Internet is such a wide thing that there is no need to introduce to you the FaceApp. But for those who don’t know it, FaceApp is a photo-morphing app that uses what it calls artificial intelligence to make creepy, hilarious, weird kind of photos.
It offers many different filters, but the most popular is the old age filter that makes people old and the second one is the gender-swapping filter that converts male pic into female and vice-versa.
But as an AI enthusiastic person, the prime question for us “How does it work?”. Well according to the company, the FaceApp uses an “advanced neural portrait editing technology” to automatically generate highly realistic transformations of faces in photographs.
“We developed a new technology that uses neural networks to modify a face on any photo while keeping it photorealistic. For example, it can add a smile, change gender and age, or just make you more attractive,” explains founder and CEO Yaroslav Goncharov, a former head of department at Yandex who is funding the project out of his own pocket.
The neural networks used by FaceApp are called deep generative convolutional neural networks for image processing. DGAN’s are deep neural net architectures comprised of two nets, pitting one against the other.
“This technology is quite mature for some tasks, such as artistic style transfer or super-resolution, but has extreme challenges for photo-realistic tasks especially with high-resolution images,” Yaroslav Goncharov argues. “I don’t think similar effects can be achieved with conventional (not deep learning) algorithms.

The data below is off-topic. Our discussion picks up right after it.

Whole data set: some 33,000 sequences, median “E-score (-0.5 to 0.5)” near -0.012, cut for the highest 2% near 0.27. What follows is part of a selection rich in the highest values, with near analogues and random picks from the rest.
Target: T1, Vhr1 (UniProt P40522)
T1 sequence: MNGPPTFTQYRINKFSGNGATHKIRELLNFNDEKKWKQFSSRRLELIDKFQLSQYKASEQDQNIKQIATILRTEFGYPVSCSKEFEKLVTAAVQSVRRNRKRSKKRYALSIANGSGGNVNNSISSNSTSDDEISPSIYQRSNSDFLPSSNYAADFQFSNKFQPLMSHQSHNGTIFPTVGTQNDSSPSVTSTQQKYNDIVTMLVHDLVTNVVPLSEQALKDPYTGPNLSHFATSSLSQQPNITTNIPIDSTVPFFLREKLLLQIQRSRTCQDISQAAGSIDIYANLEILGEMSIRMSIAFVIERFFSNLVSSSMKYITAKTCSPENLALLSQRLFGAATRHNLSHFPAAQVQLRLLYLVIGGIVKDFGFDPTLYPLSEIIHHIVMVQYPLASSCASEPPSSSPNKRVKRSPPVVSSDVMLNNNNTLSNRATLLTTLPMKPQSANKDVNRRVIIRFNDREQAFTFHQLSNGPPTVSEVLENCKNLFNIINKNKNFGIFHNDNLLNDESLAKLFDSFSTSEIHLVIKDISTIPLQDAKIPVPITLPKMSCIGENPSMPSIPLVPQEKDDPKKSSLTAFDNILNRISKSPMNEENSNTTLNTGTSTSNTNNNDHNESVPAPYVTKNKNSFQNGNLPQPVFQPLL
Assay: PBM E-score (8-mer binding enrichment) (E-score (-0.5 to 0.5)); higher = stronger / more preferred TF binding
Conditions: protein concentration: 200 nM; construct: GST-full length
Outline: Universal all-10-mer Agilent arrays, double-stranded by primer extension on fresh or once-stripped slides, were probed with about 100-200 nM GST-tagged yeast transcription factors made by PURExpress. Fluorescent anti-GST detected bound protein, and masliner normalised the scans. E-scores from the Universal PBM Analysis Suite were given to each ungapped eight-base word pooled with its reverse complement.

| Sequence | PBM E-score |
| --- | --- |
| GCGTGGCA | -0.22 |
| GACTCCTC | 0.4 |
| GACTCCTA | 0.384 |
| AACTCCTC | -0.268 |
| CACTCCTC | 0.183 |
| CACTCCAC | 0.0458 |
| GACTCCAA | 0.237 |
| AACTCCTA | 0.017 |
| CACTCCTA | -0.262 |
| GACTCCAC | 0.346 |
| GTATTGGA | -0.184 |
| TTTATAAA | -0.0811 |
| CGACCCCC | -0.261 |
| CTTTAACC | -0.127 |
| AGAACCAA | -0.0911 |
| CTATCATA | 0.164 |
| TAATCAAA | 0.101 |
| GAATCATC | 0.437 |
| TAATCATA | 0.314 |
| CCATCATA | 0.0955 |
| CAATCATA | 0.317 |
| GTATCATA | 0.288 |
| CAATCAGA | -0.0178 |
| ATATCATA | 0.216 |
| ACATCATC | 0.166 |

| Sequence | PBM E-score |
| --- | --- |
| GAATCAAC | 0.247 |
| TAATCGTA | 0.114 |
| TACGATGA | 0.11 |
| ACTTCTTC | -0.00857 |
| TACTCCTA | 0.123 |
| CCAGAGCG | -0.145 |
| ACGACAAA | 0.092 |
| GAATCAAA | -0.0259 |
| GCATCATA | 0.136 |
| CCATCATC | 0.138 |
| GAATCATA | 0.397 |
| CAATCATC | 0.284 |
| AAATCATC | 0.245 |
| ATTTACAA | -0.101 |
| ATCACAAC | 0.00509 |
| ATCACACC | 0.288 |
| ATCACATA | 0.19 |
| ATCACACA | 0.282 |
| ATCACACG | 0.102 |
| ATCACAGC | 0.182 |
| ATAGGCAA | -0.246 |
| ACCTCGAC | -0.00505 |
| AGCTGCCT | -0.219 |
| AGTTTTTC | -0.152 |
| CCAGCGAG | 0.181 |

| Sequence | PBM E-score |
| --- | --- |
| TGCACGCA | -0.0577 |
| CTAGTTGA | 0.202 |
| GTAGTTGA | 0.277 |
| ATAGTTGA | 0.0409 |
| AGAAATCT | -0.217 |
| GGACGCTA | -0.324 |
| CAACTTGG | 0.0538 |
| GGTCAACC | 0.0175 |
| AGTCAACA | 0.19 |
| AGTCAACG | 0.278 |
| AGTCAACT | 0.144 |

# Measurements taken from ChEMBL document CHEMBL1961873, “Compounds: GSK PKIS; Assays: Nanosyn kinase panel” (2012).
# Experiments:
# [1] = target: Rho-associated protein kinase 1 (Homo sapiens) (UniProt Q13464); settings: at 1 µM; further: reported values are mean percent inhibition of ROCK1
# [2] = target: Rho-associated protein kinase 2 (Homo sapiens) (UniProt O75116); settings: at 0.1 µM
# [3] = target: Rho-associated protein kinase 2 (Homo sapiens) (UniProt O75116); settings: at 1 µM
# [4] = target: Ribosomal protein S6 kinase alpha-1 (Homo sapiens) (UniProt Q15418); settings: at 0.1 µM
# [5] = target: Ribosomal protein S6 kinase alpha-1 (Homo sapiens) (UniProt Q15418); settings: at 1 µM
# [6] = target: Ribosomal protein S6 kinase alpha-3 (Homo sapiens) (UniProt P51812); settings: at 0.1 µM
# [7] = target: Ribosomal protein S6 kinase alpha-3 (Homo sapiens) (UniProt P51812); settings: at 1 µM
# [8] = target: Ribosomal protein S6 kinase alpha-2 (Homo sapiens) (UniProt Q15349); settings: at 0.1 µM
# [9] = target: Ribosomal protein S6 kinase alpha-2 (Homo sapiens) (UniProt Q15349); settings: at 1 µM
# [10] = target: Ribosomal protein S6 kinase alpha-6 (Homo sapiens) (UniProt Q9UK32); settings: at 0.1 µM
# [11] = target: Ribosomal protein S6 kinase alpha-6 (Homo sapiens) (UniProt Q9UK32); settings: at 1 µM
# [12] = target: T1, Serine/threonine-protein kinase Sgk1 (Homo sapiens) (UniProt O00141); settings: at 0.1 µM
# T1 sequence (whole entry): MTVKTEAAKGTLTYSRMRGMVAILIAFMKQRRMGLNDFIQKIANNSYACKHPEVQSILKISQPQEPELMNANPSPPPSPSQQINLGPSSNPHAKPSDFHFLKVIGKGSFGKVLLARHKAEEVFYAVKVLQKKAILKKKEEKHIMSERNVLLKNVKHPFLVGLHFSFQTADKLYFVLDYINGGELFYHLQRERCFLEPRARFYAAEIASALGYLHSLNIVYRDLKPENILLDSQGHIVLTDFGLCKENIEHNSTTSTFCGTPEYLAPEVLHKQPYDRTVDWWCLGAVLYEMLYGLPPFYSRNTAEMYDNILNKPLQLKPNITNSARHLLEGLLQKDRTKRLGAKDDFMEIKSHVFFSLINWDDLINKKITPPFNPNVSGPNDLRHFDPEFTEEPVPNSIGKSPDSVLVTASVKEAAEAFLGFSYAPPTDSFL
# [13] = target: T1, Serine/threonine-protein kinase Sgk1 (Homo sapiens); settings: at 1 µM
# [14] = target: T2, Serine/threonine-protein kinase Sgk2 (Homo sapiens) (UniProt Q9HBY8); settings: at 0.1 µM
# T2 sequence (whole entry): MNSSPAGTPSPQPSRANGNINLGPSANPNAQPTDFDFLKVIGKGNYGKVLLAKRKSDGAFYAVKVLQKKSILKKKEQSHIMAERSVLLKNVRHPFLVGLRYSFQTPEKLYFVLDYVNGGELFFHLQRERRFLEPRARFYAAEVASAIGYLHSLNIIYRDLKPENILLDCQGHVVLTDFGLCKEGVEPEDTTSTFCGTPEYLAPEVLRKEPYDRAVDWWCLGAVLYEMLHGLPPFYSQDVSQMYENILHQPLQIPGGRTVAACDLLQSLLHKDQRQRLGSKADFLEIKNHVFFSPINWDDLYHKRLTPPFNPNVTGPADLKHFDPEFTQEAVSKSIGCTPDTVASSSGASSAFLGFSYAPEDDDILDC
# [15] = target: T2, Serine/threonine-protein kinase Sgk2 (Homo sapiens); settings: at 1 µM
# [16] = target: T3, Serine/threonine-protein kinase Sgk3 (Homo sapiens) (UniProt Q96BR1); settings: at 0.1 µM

“Adding a smile may look like a simple modification on the surface but, in fact, is extremely difficult. Smiling is not just lips moving the entire face changes in a subtle, but complicated, way.
Also, for this effect to work on most real-life photos, you need to account for too many factors: posture, lighting, skin color, the shape of lips and eyes, photo quality, etc.”
Goncharov furthers says the team of four full-time engineers developed FaceApp’s core tech in-house, though he confirms they are using some AI open source libraries — such as Google’s Tensorflow.
“They are relatively low level/general use libraries that can be used to build almost anything,” he says, adding: “It took us eight months to release the first version of FaceApp, thanks to our prior background in deep learning and computer vision.”
He also says they have spent nothing on marketing for FaceApp at this point, with all early growth being organic, thanks to social shares. (Morphed photos being automatically badged with ‘FaceApp’ and the app pushing social share options at users immediately after they process an image will be helping there.)
FaceApp is available of both mobile platform iOS and Android and it is developed by Wireless Lab a company at Saint-Petersburg, Russia.
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